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The issue of data privacy has dominated the conversation following the Supreme Court’s decision to overturn Roe v. Wade last week. Many social media companies have been cagey about how they will approach theoretical law enforcement requests for data that could reveal if someone has sought an abortion.
As users turn to these platforms to share their experiences, here’s how social media giants are responding to the issue.
The Santa Monica-based company said it would provide up to $10,000 towards transportation and lodging for employees seeking an out-of-state abortion. Last month, Snapchat removed a number of anti-abortion clinics from its Snap Map following a Bloomberg report that clinics were using the app to target its young user base.
Also promising travel reimbursements is Meta. The Menlo Park-based company told the Wall Street Journal that it is currently “in the process of assessing how best to do so given the legal complexities involved.” Both Facebook and Instagram have been criticized for removing posts related to mailing abortion pills, and Instagram has blamed a technical “bug” for flagging many posts related to the issue for containing “graphic or violent content.” Abortion activists have previously accused Facebook’s algorithm of suppressing their content.
TikTok joins Facebook and Google in declining to comment on how the company would protect users’ data, for which the company has already facedcriticism. A spokesperson told Wired that the app’s community guidelines do not prohibit abortion-related content despite claims that such videos have been removed. Still, users have adopted a coded language when offering up places to stay for people crossing borders to access healthcare—though some activists say the trend overlooks the existing support networks that have already prepared for this. Doctors have also warned against at-home abortions going viral on the app, which they say could be physically harmful.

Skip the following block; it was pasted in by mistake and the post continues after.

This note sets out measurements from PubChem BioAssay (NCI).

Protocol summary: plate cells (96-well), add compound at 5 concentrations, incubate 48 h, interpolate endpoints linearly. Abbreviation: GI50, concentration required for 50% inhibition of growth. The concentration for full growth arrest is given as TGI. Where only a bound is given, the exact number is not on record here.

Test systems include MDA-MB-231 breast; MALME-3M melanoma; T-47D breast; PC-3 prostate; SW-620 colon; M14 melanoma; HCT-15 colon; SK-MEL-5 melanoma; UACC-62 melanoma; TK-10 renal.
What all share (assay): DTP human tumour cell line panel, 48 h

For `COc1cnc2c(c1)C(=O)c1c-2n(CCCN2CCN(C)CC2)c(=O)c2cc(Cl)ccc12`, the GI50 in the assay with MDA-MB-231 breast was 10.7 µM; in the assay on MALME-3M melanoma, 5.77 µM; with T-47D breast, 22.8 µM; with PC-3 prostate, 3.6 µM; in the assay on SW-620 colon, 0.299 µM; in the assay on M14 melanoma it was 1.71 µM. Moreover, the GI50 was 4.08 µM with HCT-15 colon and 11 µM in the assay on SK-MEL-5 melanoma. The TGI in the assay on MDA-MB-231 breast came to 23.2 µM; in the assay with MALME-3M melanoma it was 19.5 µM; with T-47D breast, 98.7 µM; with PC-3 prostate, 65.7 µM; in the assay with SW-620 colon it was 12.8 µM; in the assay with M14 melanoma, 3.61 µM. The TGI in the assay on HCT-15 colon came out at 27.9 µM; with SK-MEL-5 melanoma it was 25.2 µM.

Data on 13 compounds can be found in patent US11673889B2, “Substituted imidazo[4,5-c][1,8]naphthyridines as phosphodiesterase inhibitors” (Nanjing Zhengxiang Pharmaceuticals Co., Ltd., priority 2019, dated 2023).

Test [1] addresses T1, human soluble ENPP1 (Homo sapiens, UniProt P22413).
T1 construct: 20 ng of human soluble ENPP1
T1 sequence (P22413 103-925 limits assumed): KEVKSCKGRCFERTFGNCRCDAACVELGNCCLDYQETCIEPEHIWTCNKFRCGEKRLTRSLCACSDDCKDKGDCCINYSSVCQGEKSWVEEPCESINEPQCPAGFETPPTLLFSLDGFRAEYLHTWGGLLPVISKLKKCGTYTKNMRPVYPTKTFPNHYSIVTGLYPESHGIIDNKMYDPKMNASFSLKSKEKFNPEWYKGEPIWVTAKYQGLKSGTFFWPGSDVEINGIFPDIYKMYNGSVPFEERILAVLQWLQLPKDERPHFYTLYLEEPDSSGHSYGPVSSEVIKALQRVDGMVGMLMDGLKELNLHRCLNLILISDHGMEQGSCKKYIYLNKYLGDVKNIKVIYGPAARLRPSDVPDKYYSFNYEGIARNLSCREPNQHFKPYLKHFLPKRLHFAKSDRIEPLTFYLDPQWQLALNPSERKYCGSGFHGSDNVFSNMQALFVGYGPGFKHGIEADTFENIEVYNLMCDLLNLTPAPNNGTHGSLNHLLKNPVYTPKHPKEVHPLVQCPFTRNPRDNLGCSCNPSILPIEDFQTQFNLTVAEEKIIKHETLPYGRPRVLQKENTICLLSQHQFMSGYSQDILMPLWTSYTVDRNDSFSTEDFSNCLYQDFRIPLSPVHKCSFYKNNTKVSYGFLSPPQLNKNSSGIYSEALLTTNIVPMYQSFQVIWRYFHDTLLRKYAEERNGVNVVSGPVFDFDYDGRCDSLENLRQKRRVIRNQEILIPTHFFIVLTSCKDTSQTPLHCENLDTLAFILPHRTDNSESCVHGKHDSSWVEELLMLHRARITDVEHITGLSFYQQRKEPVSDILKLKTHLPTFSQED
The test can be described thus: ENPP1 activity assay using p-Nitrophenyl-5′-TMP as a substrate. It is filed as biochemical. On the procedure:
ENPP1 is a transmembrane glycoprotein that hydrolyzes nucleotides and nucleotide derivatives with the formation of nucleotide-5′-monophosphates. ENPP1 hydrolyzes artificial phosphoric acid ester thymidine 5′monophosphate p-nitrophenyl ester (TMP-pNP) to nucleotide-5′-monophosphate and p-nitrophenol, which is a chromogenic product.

The company has not stated how it will respond to law enforcement requests for data. However, Tesla—whose CEO Elon Musk is currently embroiled in a controversialtakeover of the social media site—previously promised to cover travel and lodging expenses, which may point to a future plan for Twitter. But celebrities, activists and even a (satirical) great lake have all taken to Twitter to share their reactions, while politicians face pushback over their Tweets. One user claimed to have received a letter from Homeland Security in response to their online activity, and misinformation still floats around the platform. — Kristin Snyder
San Pedro-based Braid Theory is one of the growing number of accelerators in the country looking to grow the so-called blue economy, a $2.5 trillion annual industry. It's accepting online applications for its second cohort until July 18.
The Culver City-based health care startup raised $15.3 million in Series A funding to grow its team and customer base.
This week in “Raises”: A local health care startup secured funding to help grow the team and deploy its software to more physicians and hospitals, while Black-led, seed-stage venture capital firm surpassed its goal for its second fund.
Cybersecurity startup Inspectiv appointed fraud prevention service Telesign's co-founder as CEO. Meanwhile, sports content studio Game1 hired a new head of unscripted programming from 101 Studios. Read more SoCal tech moves in our weekly round up.
On this episode of the Office Hours podcast, host Spencer Rascoff speaks with JC2 Ventures founder John Chambers about how investors and executives should approach the souring economy.
What We’re Reading Elsewhere...
- FCC grants SpaceX the ability to link planes, boats and other vehicles to its satellite internet service, Starlink.
- Bored Ape NFT holders are licensing their properties to brands through a new service, Boredjob.
- Not just music and dance, the TikTok trend machine is also spurring bestselling books.
- EV opportunists are flipping Teslas as the electric vehicle market overheats.
- Experts warn that companies' efforts to help employees get abortion services could backfire.
- Fraud prevention service Telesign's bid to go public via SPAC unravels.